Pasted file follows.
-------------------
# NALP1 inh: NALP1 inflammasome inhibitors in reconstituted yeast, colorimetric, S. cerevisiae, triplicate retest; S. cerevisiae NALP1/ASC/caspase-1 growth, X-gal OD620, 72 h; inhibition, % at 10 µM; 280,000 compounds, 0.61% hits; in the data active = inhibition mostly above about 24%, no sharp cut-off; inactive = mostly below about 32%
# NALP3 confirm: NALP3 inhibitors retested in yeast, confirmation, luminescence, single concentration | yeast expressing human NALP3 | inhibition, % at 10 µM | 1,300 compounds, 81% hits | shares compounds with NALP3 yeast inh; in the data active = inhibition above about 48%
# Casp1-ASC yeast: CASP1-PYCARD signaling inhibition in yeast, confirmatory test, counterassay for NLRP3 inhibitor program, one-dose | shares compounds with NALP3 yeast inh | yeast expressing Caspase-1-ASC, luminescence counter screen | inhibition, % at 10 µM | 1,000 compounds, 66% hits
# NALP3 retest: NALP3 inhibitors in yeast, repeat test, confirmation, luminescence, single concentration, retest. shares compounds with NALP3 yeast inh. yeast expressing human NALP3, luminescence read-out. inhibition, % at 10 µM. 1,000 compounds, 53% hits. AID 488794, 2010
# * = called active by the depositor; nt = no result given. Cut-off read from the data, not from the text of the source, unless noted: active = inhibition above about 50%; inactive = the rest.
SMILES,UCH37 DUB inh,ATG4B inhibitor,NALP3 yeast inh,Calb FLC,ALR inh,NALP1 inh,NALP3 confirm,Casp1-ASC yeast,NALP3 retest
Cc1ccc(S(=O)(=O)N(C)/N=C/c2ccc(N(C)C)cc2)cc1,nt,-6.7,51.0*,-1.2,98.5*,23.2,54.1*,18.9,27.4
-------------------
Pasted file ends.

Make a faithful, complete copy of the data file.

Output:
# NALP1 inh: NALP1 inflammasome inhibitors in reconstituted yeast, colorimetric, S. cerevisiae, triplicate retest; S. cerevisiae NALP1/ASC/caspase-1 growth, X-gal OD620, 72 h; inhibition, % at 10 µM; 280,000 compounds, 0.61% hits; in the data active = inhibition mostly above about 24%, no sharp cut-off; inactive = mostly below about 32%
# NALP3 confirm: NALP3 inhibitors retested in yeast, confirmation, luminescence, single concentration | yeast expressing human NALP3 | inhibition, % at 10 µM | 1,300 compounds, 81% hits | shares compounds with NALP3 yeast inh; in the data active = inhibition above about 48%
# Casp1-ASC yeast: CASP1-PYCARD signaling inhibition in yeast, confirmatory test, counterassay for NLRP3 inhibitor program, one-dose | shares compounds with NALP3 yeast inh | yeast expressing Caspase-1-ASC, luminescence counter screen | inhibition, % at 10 µM | 1,000 compounds, 66% hits
# NALP3 retest: NALP3 inhibitors in yeast, repeat test, confirmation, luminescence, single concentration, retest. shares compounds with NALP3 yeast inh. yeast expressing human NALP3, luminescence read-out. inhibition, % at 10 µM. 1,000 compounds, 53% hits. AID 488794, 2010
# * = called active by the depositor; nt = no result given. Cut-off read from the data, not from the text of the source, unless noted: active = inhibition above about 50%; inactive = the rest.
SMILES,UCH37 DUB inh,ATG4B inhibitor,NALP3 yeast inh,Calb FLC,ALR inh,NALP1 inh,NALP3 confirm,Casp1-ASC yeast,NALP3 retest
Cc1ccc(S(=O)(=O)N(C)/N=C/c2ccc(N(C)C)cc2)cc1,nt,-6.7,51.0*,-1.2,98.5*,23.2,54.1*,18.9,27.4